The US Model 1833 Hall carbine made by Simeon North in Middletown, Connecticut was the first breech-loading rifle to be used in the United States mounted service. It was a smooth bore weapon and was a .58-caliber. The barrel is 26.125 inches in length, and all metal parts were browned with a lacquer finish for protection. Made specifically to arm the Regiment of Dragoons authorized in 1833, it was fitted with a sliding bayonet.
In 1836 Hall, at Harpers Ferry, brought out a somewhat heavier carbine that was made up with rifle components. Also a percussion arm, it had the rifle’s offset sights that have misled many into considering the arm a conversion from an original flint lock carbine. Barrel length is 23 inches long, with a rod-bayonet.
Beginning in 1840, North delivered Model 1840 carbines, which are characterized by an improved opening device (either an elbow lever or fishtail lever), and a 21-inch barrel with a conventional rod, which was used for cleaning the bore. In 1843 North brought out the most common of the Hall models, the Model 1843 side-lever carbine, still with the 21-inch barrel and rod.
To complete the tally, there is a Model 1842 carbine made at Harpers Ferry which can be recognized by its brass fittings; butt plate, trigger guard, and barrel bands. It had a fishtail opening lever similar to North’s Model 1840 fishtail-lever arm. All carbines were delivered to the government as smoothbore weapons; later, during the Civil War, many carbines of all models were rifled.
Loading and Firing - Characteristic of all Hall breechloaders is the moveable receiver, which is pivoted at its rear and is elevated for loading. The receiver is in effect a short-barreled muzzle-loading pistol. It is charged by inserting the power from either a flask or a paper cartridge, and placing a round ball above the powder, pushing it into place with the thumb. The receiver is then pushed down, and locked into alignment with the barrel. After priming, the piece is ready to fire.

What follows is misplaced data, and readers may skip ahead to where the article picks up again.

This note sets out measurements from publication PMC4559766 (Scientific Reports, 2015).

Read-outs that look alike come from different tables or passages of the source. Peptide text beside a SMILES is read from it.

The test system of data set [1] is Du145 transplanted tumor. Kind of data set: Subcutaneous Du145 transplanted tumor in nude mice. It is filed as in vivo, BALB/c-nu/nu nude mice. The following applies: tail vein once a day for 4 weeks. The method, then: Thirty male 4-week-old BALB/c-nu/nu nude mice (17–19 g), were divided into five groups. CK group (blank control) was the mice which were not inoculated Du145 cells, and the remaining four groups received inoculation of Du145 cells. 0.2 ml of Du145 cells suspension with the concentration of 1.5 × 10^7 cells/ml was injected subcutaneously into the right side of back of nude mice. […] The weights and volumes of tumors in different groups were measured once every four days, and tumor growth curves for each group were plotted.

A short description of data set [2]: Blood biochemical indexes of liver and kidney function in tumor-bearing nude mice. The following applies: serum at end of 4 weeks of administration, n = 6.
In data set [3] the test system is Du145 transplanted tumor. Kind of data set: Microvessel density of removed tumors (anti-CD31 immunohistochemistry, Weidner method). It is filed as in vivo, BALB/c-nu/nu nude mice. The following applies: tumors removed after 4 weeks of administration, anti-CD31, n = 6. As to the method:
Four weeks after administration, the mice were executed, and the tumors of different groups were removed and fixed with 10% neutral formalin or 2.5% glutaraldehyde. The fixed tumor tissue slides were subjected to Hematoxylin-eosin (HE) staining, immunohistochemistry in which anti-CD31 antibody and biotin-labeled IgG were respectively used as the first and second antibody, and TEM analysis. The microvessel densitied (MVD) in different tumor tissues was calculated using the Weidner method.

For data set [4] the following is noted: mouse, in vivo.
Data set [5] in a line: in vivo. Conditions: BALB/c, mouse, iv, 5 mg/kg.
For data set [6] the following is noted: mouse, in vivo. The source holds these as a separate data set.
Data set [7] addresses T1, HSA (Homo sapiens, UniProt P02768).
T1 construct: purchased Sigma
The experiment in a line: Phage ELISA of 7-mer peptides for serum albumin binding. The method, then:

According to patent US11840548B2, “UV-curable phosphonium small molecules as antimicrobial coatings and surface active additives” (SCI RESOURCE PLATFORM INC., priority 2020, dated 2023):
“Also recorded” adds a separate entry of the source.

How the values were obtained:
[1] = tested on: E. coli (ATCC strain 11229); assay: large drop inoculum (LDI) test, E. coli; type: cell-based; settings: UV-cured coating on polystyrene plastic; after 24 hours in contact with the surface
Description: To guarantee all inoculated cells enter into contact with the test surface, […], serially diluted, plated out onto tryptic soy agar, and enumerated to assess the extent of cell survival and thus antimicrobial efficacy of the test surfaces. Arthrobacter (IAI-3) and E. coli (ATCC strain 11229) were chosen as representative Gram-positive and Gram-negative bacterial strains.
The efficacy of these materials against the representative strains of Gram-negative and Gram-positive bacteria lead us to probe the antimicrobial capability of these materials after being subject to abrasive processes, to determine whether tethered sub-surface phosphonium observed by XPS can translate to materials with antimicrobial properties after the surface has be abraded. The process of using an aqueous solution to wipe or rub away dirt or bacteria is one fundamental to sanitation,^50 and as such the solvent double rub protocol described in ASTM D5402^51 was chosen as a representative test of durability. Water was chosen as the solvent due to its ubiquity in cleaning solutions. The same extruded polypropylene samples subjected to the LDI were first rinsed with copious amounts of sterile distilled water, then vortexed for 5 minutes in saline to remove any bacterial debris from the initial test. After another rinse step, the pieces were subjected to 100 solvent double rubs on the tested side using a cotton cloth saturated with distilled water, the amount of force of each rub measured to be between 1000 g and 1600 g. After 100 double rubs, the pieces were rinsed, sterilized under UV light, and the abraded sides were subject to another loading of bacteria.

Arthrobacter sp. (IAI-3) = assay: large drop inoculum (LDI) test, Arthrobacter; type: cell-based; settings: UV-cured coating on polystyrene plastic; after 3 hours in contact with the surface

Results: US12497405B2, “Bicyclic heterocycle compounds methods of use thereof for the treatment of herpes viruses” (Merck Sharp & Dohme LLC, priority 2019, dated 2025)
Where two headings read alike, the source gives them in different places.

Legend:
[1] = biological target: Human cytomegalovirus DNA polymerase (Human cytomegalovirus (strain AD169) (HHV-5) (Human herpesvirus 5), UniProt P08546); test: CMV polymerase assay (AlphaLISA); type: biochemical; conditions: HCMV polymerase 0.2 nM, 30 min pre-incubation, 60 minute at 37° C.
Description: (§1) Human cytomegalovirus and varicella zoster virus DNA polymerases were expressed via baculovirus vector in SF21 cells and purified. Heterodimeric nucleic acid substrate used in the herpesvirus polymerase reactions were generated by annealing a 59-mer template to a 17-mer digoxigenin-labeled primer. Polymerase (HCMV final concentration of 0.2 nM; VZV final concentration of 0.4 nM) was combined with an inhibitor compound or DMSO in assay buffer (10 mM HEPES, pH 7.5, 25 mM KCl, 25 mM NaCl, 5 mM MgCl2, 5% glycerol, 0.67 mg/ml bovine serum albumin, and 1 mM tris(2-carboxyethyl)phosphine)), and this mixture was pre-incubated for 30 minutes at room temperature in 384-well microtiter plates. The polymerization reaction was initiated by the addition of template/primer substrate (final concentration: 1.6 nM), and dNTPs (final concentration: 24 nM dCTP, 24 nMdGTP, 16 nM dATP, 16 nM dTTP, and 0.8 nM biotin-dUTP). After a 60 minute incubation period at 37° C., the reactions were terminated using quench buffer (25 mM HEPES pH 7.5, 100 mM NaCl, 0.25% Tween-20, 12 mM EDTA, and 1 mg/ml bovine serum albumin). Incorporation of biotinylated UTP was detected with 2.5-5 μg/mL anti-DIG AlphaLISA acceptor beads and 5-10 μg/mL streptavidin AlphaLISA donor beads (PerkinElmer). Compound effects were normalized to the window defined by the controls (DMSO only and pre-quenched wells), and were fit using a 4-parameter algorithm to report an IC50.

To prime the piece, one would use a percussion cap, the percussion cap was like a small top cap with an explosive inside called fulminate of mercury. The cap was placed on the nipple of the gun, and when the trigger was pulled, the hammer would strike the cap. This action would cause the explosive inside the cap to go off, which would create a spark. The spark would go through the venthole and ignite the blackpowder in the barrel.
The Halls' carbine has a couple of flaws. One was that it in the rigors of battle, it experienced mechanical failure. Another is that the breech of the gun had a gap that tended to widen over time, causing smoke to pour out the rear of the gun. So in 1847, the army went to the musketoon, a muzzle loader-like the infantry's musket-but was still a percussion weapon with a shorter barrel-like the carbine.
Information on this page was taken from The Horse Soldier, 1776-1943, Vol. 1 by Randy Steffen. Copyright © 1977 by the University of Oklahoma Press. Reprinted by permission. No further copying permitted.
Last updated: July 30, 2016